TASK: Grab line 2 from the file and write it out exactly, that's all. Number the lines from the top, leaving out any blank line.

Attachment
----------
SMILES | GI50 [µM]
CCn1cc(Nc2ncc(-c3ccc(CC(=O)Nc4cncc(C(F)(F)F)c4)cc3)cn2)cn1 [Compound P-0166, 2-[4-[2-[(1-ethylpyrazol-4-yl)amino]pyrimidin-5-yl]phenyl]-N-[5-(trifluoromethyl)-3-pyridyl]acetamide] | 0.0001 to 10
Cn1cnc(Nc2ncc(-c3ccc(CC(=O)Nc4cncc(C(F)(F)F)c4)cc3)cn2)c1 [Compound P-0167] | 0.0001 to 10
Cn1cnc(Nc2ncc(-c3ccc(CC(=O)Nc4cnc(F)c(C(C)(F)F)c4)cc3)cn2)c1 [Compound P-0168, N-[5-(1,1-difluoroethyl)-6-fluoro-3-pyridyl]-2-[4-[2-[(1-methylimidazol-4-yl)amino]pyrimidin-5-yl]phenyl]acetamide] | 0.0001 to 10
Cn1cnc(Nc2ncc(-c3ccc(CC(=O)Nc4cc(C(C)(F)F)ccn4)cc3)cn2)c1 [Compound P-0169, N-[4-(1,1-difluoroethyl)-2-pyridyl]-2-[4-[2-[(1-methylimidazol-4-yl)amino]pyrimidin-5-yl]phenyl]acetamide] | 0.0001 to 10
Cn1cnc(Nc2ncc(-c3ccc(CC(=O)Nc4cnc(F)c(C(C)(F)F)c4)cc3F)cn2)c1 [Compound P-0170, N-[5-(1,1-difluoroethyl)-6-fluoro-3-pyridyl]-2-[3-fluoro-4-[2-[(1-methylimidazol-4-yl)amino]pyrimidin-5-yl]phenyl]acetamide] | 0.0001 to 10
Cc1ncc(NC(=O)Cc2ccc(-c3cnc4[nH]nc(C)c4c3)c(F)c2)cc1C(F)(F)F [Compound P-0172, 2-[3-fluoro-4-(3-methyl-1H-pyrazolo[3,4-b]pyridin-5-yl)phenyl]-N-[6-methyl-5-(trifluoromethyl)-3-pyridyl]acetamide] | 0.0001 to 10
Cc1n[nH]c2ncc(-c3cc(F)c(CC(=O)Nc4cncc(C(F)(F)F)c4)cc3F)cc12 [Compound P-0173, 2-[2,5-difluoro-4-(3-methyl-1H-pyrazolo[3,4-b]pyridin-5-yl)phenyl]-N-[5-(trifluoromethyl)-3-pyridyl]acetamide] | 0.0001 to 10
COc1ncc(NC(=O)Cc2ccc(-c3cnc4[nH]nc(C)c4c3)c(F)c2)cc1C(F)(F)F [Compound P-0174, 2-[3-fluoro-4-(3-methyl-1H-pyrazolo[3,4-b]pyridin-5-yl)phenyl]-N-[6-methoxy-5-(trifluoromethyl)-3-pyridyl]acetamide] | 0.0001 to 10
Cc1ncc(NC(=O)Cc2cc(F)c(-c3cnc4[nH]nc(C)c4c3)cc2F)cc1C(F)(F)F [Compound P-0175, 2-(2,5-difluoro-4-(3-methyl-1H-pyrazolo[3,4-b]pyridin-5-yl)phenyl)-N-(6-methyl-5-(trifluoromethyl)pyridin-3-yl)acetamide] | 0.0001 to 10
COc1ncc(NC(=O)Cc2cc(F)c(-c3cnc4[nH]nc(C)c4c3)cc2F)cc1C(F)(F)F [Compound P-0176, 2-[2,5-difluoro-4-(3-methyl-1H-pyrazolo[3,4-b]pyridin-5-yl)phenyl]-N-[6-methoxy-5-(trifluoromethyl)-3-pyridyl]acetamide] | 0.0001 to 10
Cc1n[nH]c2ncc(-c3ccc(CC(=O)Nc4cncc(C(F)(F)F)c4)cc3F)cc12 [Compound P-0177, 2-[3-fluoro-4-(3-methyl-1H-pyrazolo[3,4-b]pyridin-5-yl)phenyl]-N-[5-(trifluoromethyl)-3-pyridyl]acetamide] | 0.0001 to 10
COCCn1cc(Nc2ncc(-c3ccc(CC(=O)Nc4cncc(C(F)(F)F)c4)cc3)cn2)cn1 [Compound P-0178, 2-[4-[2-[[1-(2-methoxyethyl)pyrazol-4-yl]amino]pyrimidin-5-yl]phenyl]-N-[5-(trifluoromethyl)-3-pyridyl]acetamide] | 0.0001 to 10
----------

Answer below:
CCn1cc(Nc2ncc(-c3ccc(CC(=O)Nc4cncc(C(F)(F)F)c4)cc3)cn2)cn1 [Compound P-0166, 2-[4-[2-[(1-ethylpyrazol-4-yl)amino]pyrimidin-5-yl]phenyl]-N-[5-(trifluoromethyl)-3-pyridyl]acetamide] | 0.0001 to 10